The Yays and Nays: Our Week 10 Fantasy Football Top Plays and Potential Fades
Fantasy Football Quick Hits
- Week 10 Yays: Andy Dalton (QB10), David Montgomery (RB12), Christian Kirk (WR8), Terrace Marshall (WR31)
- Week 10 Nays: Kyler Murray (QB20), D’Andre Swift (RB36), Michael Pittman Jr. (WR37)
- Key Data Point: Justin Fields has a league-high 129.5 fantasy points since Week 5.
Justin Fields, take a bow.
Here is the entire list of players with more than 100 fantasy points since the beginning of Week 5: Josh Allen, Patrick Mahomes, Joe Burrow, and yes, the second-year quarterback of the Chicago Bears. In fact, his 129.5 points is the top mark in the entire NFL.
Yes, a player that was likely on your waiver wire at the beginning of Week 5 has scored more points than anyone else over the last five weeks.
But even that doesn’t quite do him justice. Squaring off against Tua Tagovailoa and maybe the NFL’s most fun and dynamic offense last week, Fields was the most captivating player on the field. Both Raheem Mostert and Jeff Wilson Jr. scored touchdowns for the Miami Dolphins, and yet, Fields had the highlight-reel run of the day.
Tyreek Hill and Jaylen Waddle both had receiving touchdowns and finished as top-10 wide receivers (Good luck to Jacoby Brissett and the Cleveland Browns who have to face these guys next).
Neither wideout was as productive as Fields. Fields – with only 123 passing yards and a woeful 4.39 yards per pass attempt – tore the Dolphins to shreds to the tune of an NFL regular season QB-record 178 rushing yards.
Add that rushing success to a career-high three passing touchdowns, one to Darnell Mooney and two to tight end Cole Kmet, and Fields’ final output in fantasy was 42.72 points. What he delivered in the Windy City over the weekend was nothing short of magical.
And as eye-popping as the performance was, it also was the perfect encapsulation of the quarterback position this season. See, Fields vaulted up the quarterback rankings all the way into the top 10, settling in as QB7 entering this week.
Remember those three quarterbacks we listed above as the only other QBs besides Fields to score 100 fantasy points since Week 5? Well, they are, in the order listed, the top three at the position. Here are the rest of the top 10: Lamar Jackson, Jalen Hurts, Kyler Murray, Fields, Geno Smith, Trevor Lawrence and Kirk Cousins.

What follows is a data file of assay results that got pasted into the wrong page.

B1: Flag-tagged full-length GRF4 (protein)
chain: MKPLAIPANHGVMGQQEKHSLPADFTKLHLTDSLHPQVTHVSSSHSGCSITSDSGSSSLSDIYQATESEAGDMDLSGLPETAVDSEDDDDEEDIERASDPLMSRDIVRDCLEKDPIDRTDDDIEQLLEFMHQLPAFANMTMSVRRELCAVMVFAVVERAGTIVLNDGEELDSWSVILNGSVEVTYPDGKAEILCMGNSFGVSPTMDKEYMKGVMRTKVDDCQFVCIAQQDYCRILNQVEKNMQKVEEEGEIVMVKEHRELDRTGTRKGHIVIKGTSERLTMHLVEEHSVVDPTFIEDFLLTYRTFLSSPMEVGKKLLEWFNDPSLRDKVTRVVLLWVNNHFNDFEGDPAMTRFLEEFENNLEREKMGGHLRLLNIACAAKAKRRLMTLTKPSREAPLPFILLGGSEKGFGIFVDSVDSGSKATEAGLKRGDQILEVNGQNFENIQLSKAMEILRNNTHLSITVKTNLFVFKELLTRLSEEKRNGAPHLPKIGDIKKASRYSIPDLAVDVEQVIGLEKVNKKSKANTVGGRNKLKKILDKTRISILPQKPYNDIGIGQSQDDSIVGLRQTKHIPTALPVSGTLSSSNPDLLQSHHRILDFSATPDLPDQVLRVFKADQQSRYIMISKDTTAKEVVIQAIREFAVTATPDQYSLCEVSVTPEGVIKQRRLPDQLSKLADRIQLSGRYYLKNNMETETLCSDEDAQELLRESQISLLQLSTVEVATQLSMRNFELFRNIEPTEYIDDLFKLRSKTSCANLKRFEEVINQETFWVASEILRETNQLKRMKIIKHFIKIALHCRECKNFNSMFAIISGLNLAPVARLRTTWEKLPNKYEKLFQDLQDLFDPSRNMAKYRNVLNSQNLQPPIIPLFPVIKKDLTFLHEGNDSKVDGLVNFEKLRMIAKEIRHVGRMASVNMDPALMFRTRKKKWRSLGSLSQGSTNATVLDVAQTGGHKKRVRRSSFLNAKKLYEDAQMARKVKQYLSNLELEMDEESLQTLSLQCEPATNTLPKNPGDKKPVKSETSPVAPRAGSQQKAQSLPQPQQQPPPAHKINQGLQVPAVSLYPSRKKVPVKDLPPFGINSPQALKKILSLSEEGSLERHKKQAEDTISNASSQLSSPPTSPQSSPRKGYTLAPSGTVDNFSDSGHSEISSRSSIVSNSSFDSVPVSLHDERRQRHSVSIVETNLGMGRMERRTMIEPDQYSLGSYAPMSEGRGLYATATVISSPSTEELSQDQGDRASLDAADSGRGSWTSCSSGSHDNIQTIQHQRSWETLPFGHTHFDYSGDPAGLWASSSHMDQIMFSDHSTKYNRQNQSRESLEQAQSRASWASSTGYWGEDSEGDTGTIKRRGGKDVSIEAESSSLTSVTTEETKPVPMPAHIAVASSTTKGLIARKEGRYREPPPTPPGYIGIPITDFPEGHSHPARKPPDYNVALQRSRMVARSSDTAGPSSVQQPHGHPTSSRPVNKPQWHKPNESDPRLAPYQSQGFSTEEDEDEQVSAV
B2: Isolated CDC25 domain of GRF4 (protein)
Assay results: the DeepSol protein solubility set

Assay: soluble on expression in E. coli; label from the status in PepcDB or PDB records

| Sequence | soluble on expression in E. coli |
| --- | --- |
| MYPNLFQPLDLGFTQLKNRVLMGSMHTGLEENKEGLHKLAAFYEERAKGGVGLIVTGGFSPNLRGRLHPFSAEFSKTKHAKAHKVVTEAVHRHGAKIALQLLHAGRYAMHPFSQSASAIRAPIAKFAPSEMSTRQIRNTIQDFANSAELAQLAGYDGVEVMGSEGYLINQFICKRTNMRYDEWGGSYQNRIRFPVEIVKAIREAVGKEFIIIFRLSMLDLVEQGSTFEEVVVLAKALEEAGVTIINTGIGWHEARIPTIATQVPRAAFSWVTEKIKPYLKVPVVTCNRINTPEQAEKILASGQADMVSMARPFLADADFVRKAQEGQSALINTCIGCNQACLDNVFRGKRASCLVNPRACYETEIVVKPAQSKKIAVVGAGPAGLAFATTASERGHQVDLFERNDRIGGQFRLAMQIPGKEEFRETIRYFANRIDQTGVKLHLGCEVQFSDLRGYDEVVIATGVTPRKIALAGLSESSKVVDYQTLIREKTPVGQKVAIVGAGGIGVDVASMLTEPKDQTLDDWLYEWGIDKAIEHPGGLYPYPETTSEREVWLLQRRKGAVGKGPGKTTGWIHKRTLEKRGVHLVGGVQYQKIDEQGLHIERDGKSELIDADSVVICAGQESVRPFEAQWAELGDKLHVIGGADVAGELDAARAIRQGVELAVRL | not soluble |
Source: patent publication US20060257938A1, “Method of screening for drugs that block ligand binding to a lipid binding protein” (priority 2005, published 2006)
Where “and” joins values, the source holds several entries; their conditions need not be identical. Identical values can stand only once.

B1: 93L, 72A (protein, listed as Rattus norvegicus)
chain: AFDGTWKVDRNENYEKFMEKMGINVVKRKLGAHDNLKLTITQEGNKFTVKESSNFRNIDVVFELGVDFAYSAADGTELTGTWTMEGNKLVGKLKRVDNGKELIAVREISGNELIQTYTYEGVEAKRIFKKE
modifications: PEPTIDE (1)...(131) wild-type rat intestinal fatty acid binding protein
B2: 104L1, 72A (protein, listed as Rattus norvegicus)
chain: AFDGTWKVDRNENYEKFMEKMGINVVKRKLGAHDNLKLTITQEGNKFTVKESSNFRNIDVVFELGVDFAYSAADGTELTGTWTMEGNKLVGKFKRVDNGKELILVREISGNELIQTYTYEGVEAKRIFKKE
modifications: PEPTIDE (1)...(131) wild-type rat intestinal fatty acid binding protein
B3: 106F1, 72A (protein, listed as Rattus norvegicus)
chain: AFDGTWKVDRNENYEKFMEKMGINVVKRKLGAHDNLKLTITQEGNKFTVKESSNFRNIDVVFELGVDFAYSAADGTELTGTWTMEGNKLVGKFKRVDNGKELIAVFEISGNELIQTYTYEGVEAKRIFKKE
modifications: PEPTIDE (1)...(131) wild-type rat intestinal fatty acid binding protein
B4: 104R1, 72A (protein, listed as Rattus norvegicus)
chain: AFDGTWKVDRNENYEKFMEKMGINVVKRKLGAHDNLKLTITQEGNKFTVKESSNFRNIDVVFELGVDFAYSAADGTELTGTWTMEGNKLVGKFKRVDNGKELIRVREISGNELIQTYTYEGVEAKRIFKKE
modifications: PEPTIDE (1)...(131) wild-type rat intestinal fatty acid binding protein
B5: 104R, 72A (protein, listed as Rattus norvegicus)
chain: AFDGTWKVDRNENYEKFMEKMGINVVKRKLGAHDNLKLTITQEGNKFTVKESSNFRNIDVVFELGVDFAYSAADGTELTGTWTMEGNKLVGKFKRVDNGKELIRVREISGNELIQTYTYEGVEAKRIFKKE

What follows are the top 10 quarterbacks in total rushing yards this season.
See some similarities? And by the way, Marcus Mariota is 11th in fantasy points.
But let’s take this even one step further. Because while that graphic alone already makes it seem clear that quarterbacks that rush have a significant advantage over those that don’t, this next statistic will highlight the gulf between passing and rushing.
Allen and Mahomes, in their clear stranglehold on the quarterback position for the Buffalo Bills and Kansas City Chiefs, are first and second in the NFL in passing yards per game. Matt Ryan is third, and he’s been benched by the Indianapolis Colts. Tom Brady is fourth, and he’s averaging fewer fantasy points per game than Daniel Jones. And Justin Herbert is sixth in passing yards per game, and he’s currently QB14.
(Tua is fifth in passing yards per game and QB12 on the season, but he’d be comfortably inside the top 10 without having missed two and a half games. He’s the one QB that has been borderline elite from a fantasy perspective without providing hardly any rushing production.)
To recap, that’s four of the top six passers in the NFL that are currently outside the top 10 at the position. Never has running been more essential from the quarterback position for your fantasy teams. Fields is one of the QBs leading that charge.
Now, unfortunately for us, Fields was also a Nay in last week’s edition of Yays and Nays. This, despite Fields being second among all quarterbacks in projected rushing yards (70.1) and rushing touchdowns and ultimately ending with fewer passing yards than what our model had projected him to end with.
So, for this week, our model has adjusted. Fields is now tops in projected quarterback rushing yards, his passing touchdown projection has risen by more than 0.5 touchdowns and overall, Fields is our model’s QB6 this week.
However, our main reason for highlighting the importance of rushing from the quarterback position is that our model is, once again, pushing back slightly against that trend. Read on to find out why!